Are you Taking Your Academics Seriously?
High school student athletes get a taste of what it’s like to have to balance school, sports and a social life. High schools have academic requirements that student-athletes are expected to meet in order to compete.
Don’t Take Your Academics for Granted
High School athletes who use this “just passing through” logic are only hurting themselves in the long run. Due to stiffening initial eligibility regulations, the NCAA wants student-athletes to be accountable for their academics throughout high school.
Student-athletes who plan to play at the NCAA Division I level will need to realize early that grades, test scores, and athletics are all taken into account when it comes to meeting the NCAA eligibility rules.
The NCAA is moving forward with plans to make sure that student-athletes are MORE prepared for college than ever before. This is why updates to initial eligibility requirements are set to take effect for Division I students.
Changes Start in 2015
Changes in initial eligibility are set to begin in the summer of 2015 and will be mandated for all incoming college freshmen from that point on. Recently, the NCAA Committee on Academic Performance asked that the Division I Board of Directors consider delaying the new set of eligibility standards for an additional year. The NCAA Academic Performance committee says the delay would allow more adequate time for coaches, administrators, counselors and student-athletes to become aware of the new eligibility standards.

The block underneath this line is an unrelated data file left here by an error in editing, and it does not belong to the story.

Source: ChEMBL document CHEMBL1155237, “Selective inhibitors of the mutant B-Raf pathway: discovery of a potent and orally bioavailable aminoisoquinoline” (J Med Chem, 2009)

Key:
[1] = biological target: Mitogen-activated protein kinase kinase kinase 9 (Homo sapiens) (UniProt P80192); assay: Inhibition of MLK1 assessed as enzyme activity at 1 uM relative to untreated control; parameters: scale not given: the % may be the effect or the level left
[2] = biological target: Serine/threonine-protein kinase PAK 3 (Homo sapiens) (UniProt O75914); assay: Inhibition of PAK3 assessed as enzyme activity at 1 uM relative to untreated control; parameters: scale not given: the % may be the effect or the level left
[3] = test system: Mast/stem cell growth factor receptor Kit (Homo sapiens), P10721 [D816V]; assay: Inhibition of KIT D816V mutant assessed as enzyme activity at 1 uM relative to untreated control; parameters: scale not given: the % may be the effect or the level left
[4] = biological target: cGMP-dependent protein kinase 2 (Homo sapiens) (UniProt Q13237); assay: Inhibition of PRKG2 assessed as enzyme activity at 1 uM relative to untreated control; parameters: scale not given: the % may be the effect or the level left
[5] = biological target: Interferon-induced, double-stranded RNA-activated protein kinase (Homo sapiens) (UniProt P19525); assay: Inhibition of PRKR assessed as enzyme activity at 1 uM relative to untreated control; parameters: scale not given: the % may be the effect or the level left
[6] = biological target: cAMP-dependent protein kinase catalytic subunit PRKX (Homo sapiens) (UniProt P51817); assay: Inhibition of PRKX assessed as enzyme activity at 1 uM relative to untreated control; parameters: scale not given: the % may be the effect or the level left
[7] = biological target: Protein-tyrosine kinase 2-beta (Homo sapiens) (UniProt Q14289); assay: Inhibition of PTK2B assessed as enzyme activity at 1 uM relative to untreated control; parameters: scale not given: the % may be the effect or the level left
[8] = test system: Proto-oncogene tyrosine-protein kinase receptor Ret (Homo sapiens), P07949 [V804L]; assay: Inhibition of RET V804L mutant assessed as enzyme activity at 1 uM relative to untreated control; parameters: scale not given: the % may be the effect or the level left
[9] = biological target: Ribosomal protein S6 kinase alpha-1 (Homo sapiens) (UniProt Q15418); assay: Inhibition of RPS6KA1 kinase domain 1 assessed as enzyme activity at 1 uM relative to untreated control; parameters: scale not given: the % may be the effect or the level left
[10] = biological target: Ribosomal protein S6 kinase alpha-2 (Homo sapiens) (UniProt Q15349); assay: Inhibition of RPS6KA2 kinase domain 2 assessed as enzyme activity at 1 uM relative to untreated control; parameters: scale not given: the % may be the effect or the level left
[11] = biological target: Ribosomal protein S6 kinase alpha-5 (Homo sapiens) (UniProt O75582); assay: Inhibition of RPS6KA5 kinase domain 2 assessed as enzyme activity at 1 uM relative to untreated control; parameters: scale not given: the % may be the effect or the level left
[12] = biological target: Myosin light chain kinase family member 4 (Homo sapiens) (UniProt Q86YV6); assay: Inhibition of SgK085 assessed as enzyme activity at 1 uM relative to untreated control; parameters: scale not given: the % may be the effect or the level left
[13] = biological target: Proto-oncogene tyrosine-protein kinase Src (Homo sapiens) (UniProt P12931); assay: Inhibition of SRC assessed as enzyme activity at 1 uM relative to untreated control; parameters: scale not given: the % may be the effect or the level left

What This Means for Potential Recruits
The new initial eligibility requirements will create a higher academic standard for incoming freshmen. Recruits will need to begin preparing early for NCAA Division I eligibility if they want to participate during their college freshman year.
Athletes will be able to enter into college athletics with the minimum academic requirements, but will only be allowed to practice with the team. When the student-athlete has met nine semester or eight quarter-hours they will have earned the right to practice with the team.
If You Want to Play as Soon as Possible
In order for athletes to have immediate access to competition, they must have at least a 2.3 GPA and an increased sliding scale. For example, an SAT score of 1,000 requires a 2.5 high school core-course GPA for competition and a 2.0 high school core-course GPA for aid and practice.